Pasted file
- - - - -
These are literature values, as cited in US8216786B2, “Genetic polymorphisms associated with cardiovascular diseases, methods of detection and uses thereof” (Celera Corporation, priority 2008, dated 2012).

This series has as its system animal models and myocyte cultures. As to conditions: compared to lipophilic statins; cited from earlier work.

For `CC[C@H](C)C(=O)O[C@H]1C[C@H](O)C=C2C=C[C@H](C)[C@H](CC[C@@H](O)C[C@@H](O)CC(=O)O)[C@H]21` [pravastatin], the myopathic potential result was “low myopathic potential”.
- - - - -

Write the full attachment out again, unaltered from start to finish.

These are literature values, as cited in US8216786B2, “Genetic polymorphisms associated with cardiovascular diseases, methods of detection and uses thereof” (Celera Corporation, priority 2008, dated 2012).

This series has as its system animal models and myocyte cultures. As to conditions: compared to lipophilic statins; cited from earlier work.

For `CC[C@H](C)C(=O)O[C@H]1C[C@H](O)C=C2C=C[C@H](C)[C@H](CC[C@@H](O)C[C@@H](O)CC(=O)O)[C@H]21` [pravastatin], the myopathic potential result was “low myopathic potential”.